This is the first of two sets of interview questions. I know I owe questions to a number of you; if you wish me to owe interview questions to you as well, say so in the comments.
There is at present a particular leading politician who has been lying outrageously to his own people and the international community to an appalling extent, and has not been called on it by wishful-thinking international officials because his future constructive participation is reckoned more likely than his continued obstruction of the local peace process, despite his past record. Actually, that applies to several people in my area of operations, so I’d better leave it there (at least in a public post).
Of those I’ve met, Paddy Ashdown. Of those I haven’t, Nelson Mandela. Of those I haven’t who are still active, hmm, much trickier; I think at the moment I’m impressed with Al Gore for not letting defeat get to him and continuing to push inconvenient truths.
Good question. The internship system is truly extraordinary – young people hoping for a professional career agree to work for almost no financial reward in a high-powered environment, hoping that the experience the gain from rubbing shoulders (and, notoriously in the case of Monica Lewinsky, other body parts) with the people already working in their dream jobs will stand them in good stead. In Brussels, the interns are usually called stagiaires, and those working for the European Commission are notoriously supplied with a timetable of parties to go to before they are instructed in their official duties.
I run a tighter ship. My own interns are under strict instructions to keep me supplied with coffee (Nescafe, two sugars, milk) at all times, and are in charge of my daily calendar of meetings, but also get to come along to almost all of those meetings, be they with students, activists, European Commissioners or presidents, and are a constant sounding board for me in discussing the latest news from the countries we work on; plus I often send them to conferences happening in Brussels which vaguely interest me but which I can’t make time to go to myself. They seem to enjoy it.
I was never an intern long-term myself, though I was a conference gopher in similar circumstances several times, and most of my work for the Alliance Party of Northern Ireland was unpaid (though at a more senior level than the average intern).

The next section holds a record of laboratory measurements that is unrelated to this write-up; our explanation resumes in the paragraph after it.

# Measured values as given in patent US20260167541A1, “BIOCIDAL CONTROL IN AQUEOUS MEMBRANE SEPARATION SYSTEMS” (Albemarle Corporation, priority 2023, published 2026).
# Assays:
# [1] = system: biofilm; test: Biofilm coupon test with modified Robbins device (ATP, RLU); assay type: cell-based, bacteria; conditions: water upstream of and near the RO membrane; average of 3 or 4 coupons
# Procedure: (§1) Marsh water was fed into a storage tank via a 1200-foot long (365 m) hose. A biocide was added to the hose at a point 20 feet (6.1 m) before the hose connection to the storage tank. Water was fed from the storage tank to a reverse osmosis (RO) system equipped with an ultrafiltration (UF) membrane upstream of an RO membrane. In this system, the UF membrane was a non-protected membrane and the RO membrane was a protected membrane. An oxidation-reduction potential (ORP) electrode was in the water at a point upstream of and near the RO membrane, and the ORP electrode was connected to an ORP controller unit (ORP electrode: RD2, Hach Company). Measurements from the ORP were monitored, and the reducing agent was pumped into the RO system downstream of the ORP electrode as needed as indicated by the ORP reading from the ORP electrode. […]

I do enjoy cooking, especially trying out Georgian recipes and my annual Christmas efforts to deal with wild boar. But I have to say that what I enjoy most about cooking is when I prepare something for my eldest daughter, B, who is nine and cannot talk. Communication with her is often difficult, but if she enjoys something I have specially cooked for her, be it egg on toast or something slightly more sophisticated with pasta and meat, I feel we are making a connection, and she seems to think so too.
- Were you an ambitious child?
Yes, I think so – I wanted to be famous, preferably as a rocket scientist. Didn’t work, of course.
- What do you think people get as a first impression of you when meeting in a social situation?
I think I come across as intellectual but also humorous. I have been looking for on-line evidence of this; not quite sure if I have found any (Paul Cornell: “a man of tremendous learning and a great European”: “has a large supply of fascinating insights and anecdotes“, for example). At least there are not too many statements out there to the effect of “avoid
like the plague and pray you are never stuck in a lift with him”, which I guess is all I can ask for.
- Sub-question: Do you think it’s different in a work encounter?
Yes. In a work situation I have to appear not only intellectual in general but also very well informed in particular about the topic under discussion. Most of my senior professional interlocutors are supported by large bureaucracies who funnel them the best information available. I spend a substantial amount of time each day catching up with open sources (and fairly often touching base with my own contacts – see answer to
in next entry) to make sure I know what the hell is going on.
- Do you sew, knit or do anything else that’s stereotyped as a female pastime?
Only cooking comes close, I think…
- Why do you have a livejournal?
A combination of record-keeping, showing off and self-gratification. Same with most people, I suspect.